Sorry Zim, the Guide House is not my cup of fish chowder.
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Old 05-15-2006, 05:37 PM
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zimno1 zimno1 is offline
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like i said, good footage. nothing technical and nothing informative. just chasing and catching fish. some bonehead thought this would be entertaining. it is sad that if you wanna flyrod montauk you have to pay to contend with these conditions. i just like seeing a bass blitz up close and personal.that said, as elitist as it may seem the only reason flyrodders don;t talk and mingle with others is that it takes away time on the water and someone will follow you thinking it;'s alright to see where your going, alot of guys just wanna be by themselves while on the water as this solitude is part of the fixation with flyfishing. then again, some flyrodders "are" just plain snooty. i myself are the opposite. i wanna interact with anyone fishing (no matter googin or sharpie) just makes for good company and conversation.



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  #6  
Old 05-16-2006, 06:42 AM
TonyDB TonyDB is offline
 
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Fish on Zim, .
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  #7  
Old 06-14-2006, 12:55 PM
TonyDB TonyDB is offline
 
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OK my respect for Jose was just taken down a few notches. I saw his mug shot taken when charged with his 2nd count of DUI on another site.

Oh well it's a sickness and I hope he gets it under control.
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Old 06-14-2006, 01:34 PM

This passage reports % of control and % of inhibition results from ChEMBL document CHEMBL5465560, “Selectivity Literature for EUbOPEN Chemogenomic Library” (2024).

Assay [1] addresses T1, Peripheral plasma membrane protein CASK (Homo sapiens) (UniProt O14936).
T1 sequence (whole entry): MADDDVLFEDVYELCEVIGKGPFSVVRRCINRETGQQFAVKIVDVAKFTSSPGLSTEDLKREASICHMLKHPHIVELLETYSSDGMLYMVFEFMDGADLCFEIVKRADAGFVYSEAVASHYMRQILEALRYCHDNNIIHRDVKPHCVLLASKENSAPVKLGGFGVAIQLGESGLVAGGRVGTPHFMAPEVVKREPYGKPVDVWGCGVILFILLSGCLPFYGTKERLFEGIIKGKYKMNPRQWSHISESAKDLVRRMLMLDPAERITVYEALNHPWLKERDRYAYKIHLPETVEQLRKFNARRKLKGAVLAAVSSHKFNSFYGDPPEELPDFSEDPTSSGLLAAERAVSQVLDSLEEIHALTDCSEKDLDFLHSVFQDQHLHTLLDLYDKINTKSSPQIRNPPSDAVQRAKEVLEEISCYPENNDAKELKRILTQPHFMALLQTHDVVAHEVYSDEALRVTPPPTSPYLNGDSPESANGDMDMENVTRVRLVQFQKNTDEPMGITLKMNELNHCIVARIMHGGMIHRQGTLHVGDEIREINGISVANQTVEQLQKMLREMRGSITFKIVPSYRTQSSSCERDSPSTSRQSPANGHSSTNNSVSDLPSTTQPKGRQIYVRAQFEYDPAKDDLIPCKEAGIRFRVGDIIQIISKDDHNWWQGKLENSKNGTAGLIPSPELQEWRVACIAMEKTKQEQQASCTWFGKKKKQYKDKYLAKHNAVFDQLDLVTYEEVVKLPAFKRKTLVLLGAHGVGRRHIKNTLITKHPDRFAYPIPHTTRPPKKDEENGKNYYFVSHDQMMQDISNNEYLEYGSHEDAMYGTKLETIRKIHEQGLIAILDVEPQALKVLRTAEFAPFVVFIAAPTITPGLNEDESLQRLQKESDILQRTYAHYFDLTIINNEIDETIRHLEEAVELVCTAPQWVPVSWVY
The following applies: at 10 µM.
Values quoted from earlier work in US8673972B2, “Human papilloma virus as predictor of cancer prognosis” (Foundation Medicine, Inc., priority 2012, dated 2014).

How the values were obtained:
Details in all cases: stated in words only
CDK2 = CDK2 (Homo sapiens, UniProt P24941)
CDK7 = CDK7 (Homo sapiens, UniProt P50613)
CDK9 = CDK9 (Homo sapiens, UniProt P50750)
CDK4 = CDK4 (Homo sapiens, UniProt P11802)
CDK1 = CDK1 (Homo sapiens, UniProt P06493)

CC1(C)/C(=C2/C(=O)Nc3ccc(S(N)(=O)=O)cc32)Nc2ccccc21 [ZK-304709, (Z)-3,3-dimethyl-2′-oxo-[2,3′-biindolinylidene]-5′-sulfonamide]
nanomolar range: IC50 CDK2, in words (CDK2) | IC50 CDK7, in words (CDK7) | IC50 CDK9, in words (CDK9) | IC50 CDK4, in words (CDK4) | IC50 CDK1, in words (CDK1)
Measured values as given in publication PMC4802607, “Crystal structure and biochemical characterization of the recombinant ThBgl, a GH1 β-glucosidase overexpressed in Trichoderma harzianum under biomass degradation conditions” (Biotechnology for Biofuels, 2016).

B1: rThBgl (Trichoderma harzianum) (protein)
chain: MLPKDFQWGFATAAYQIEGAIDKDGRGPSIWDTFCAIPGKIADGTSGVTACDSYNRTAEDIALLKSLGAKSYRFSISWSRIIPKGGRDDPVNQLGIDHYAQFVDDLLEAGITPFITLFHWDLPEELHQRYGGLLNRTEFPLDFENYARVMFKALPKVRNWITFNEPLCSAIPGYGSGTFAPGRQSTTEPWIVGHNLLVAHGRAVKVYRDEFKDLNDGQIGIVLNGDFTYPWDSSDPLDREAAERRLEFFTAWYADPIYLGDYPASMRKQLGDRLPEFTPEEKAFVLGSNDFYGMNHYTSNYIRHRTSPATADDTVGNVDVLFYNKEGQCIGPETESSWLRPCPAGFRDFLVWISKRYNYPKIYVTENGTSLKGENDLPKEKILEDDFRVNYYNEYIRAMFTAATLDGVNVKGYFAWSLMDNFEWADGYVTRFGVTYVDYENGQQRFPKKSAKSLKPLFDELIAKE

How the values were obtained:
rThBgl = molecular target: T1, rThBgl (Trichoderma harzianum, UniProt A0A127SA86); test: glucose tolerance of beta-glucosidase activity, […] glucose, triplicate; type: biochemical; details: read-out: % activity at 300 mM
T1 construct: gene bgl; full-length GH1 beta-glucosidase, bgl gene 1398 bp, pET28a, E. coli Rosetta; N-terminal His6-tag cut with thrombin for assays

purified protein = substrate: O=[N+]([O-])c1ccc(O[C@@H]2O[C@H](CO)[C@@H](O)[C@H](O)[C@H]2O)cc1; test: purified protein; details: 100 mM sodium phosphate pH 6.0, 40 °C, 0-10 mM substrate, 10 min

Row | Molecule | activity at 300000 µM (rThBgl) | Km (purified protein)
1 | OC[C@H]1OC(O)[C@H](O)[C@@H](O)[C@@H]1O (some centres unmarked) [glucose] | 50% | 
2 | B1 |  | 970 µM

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merrillizer merrillizer is offline
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He's a chump compared to ol' Rolie Maaaahtin



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  #9  
Old 06-14-2006, 02:08 PM
TonyDB TonyDB is offline
 
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Roland is OK. He's just kinda one-dimensional...hardly ever see him fishing for anything but LMB and crappies. Jonny, you know I love fishing for large mouths but, there's way too many shows that focus on them IMO.

Also, I prefer the more low-key/humble fishing show hosts like Jose and Jerry. Probably why Tread just rubs me raw.
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Old 06-14-2006, 02:24 PM
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merrillizer merrillizer is offline
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One dimensional??? Roland was voted best Fisherman in the world. You might be thinking of Bill Dance? Roland is constantly fishing for different things......he's in a different spot of the world everytime. One week he's jigging for big lake salmon, next he's down in the Gulf hunting Jacks etc, and the next he was in Lake Okeechobee fishin fa 10 poundah LMB's. I dont know...I dont think I've ever seen him fish for the same thing 2 weeks in a row.

Bill Dance though lol....seems like he's sittin on tha same pond or lake every week



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Old 06-14-2006, 02:29 PM
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Striperjim Striperjim is offline
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I seen Roland fishing for stripers. I think hes addicted these days.
Shaw Grigsby is a guy who likes the saltwater and the stripees too.
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Old 06-14-2006, 02:45 PM
TonyDB TonyDB is offline
 
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I know Roland ("son") from Bill. OK, Maybe I over-stated him being one-dimensional but you have to admit, his claim to fame was bass fishing. I did read that he was retiring from the bass fishing tournament trail to pursue redfish tournament fishing.

Bill Dance never tells you where he's fishing. I bet that's because most of his shows are taped on some private pond stocked with 5 pounders.
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Old 06-14-2006, 03:10 PM
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merrillizer merrillizer is offline
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Yup, private stocked pond where he can work his 2 foot long buzzbait and get whacked everytime

I seen Roland bucktailin' for river Stripers under some dam.....I think it was in Alabama....